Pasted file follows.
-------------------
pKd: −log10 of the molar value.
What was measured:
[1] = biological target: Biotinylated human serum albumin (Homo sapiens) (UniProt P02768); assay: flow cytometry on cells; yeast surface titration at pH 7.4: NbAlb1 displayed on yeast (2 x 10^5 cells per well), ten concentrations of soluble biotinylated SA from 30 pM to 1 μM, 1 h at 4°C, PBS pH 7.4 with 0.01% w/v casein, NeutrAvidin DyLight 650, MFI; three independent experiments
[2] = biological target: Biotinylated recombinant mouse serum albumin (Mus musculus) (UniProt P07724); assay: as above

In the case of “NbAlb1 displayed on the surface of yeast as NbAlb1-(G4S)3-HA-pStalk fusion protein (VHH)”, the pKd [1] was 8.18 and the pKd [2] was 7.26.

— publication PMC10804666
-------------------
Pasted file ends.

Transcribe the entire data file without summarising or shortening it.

pKd: −log10 of the molar value.
What was measured:
[1] = biological target: Biotinylated human serum albumin (Homo sapiens) (UniProt P02768); assay: flow cytometry on cells; yeast surface titration at pH 7.4: NbAlb1 displayed on yeast (2 x 10^5 cells per well), ten concentrations of soluble biotinylated SA from 30 pM to 1 μM, 1 h at 4°C, PBS pH 7.4 with 0.01% w/v casein, NeutrAvidin DyLight 650, MFI; three independent experiments
[2] = biological target: Biotinylated recombinant mouse serum albumin (Mus musculus) (UniProt P07724); assay: as above

In the case of “NbAlb1 displayed on the surface of yeast as NbAlb1-(G4S)3-HA-pStalk fusion protein (VHH)”, the pKd [1] was 8.18 and the pKd [2] was 7.26.

— publication PMC10804666